# Twelve-Factors in practice - Part III - Config

## Store config in the environment

The third of a 12 part series on how to use Twelve-Factor App in practice. This entry is, again, written in collaboration with my good friend and (twice/double) former coworker Mycha de Vrees. We will be implementing https://12factor.net/config based on my/our combined experience on how to deal with configuration.

## Why

One of the things that’s isn’t made clear in the 12 factors is why you should use environment variables instead of config files, or worse, hard coded. The biggest reason is the ability to control your app without changing files which gives you a lot(/easier) control.

For example, if your app needs mysql and you use Gitlab CI/CD for testing you need to be able to tell your app where mysql is, what database to use and with which credentials. I’m not saying it is not NOT possible with config files, you could script something that writes it to a config file but reading it from env is a lot easier. Docker, including compose and swarm, and Kubernetes are build for the usage of environment variables, specifically how will become more apparent later on.

## Languages

Each language has its own way of dealing with environment variables, where Python throws an exception, PHP might just give you a warning.

### NodeJS

config = {
redis: {
enabled: process.env.REDIS_ENABLED || false,
host: process.env.REDIS || 'redis',
port: process.env.REDIS_PORT || 6379,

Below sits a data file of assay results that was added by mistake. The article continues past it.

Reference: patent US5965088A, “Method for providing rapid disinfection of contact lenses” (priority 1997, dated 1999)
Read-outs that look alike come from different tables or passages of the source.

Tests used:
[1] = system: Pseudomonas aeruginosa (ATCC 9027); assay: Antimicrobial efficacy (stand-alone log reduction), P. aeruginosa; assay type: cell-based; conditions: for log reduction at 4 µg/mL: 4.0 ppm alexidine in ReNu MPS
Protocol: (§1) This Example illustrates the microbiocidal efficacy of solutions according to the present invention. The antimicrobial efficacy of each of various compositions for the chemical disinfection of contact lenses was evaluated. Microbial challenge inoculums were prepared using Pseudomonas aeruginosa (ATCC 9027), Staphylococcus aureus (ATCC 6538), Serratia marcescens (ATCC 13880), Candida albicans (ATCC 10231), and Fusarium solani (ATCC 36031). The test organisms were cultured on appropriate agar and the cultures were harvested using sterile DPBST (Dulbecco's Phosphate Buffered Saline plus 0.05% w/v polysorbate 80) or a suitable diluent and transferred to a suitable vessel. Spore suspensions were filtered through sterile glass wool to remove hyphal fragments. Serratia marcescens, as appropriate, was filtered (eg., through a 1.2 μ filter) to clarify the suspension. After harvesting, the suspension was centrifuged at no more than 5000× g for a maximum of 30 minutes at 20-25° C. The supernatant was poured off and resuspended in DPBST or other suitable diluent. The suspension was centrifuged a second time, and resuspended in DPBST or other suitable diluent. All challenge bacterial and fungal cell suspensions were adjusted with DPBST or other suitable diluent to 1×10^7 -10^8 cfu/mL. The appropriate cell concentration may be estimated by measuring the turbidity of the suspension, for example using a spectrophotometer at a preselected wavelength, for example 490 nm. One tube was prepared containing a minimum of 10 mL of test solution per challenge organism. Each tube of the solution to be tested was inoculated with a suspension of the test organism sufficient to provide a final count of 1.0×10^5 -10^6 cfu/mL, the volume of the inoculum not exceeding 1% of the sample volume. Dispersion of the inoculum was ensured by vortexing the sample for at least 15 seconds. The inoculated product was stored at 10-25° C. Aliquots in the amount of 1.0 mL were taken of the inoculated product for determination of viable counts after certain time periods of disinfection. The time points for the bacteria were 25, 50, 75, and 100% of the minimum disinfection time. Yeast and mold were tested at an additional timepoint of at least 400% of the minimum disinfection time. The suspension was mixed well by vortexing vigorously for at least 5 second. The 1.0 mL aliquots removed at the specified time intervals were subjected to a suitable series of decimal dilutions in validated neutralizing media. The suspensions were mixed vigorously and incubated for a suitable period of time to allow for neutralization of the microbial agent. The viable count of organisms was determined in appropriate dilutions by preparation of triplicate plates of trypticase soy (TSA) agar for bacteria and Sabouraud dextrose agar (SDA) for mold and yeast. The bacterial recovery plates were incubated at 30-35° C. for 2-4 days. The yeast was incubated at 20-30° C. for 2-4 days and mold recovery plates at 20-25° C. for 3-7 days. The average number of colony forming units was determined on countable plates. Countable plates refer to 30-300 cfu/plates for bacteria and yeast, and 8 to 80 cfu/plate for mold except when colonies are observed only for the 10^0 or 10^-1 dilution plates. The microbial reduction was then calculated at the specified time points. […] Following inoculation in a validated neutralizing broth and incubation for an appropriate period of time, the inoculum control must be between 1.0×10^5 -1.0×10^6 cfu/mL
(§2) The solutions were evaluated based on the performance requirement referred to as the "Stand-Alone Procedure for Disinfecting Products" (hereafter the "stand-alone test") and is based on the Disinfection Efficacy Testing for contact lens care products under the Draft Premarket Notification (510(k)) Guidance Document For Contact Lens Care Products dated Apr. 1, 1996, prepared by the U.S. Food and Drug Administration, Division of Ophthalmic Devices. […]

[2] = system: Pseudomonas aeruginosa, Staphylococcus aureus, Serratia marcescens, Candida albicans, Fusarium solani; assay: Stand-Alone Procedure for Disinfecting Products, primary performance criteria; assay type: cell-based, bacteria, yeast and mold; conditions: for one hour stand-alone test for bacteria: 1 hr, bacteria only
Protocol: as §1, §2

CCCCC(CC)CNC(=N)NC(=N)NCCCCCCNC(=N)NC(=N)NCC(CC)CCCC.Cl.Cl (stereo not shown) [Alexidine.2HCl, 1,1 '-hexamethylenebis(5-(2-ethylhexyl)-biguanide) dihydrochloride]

prefix: process.env.REDIS_PORT || ''
}
}


### Python

import os
# Old style
os.environ['HOME']

# New style
os.environ.get('KEY_THAT_SHOULD_EXIST')

# New style with default
os.getenv('KEY_THAT_MIGHT_EXIST', default_value)


### PHP

$myVar = getenv("KEY_THAT_SHOULD_EXIST");  Please note that yes PHP has getenv but this does not have to equal$_ENV Even putenv does not always ensure you will be able to getenv from the env.

## DevOps

### Docker

In Dockerfiles we use ENV to declare variables. ENV does exactly what you expect, set a global variable within the container (or image on build).

One you might often come across is setting DEBIAN_FRONTEND to noninteractive, when this is set you let (for example) apt-get know that this is run from within a script. I.e. it should not prompt to ask since we expect that there will be no one there to answer.

FROM ubuntu:18.04
ENV DEBIAN_FRONTEND noninteractive
RUN apt-get install xyz


Within MySQL images it is used to set versions and used within the script itself, this may seem a bit overkill but imagine extending on these images. Setting the version to a variable allows you use the vars instead of hard coding the versions and thus switching versions more easily. Secondly, if you run software within the container that can handle multiple version, checking the env is a lot easier than call the service to check what version is running.

In Dockerfile it looks something like this:

FROM debian:stretch-slim

# ...

ENV GOSU_VERSION 1.7
RUN set -x \
&& apt-get update && apt-get install -y --no-install-recommends ca-certificates wget && rm -rf /var/lib/apt/lists/* \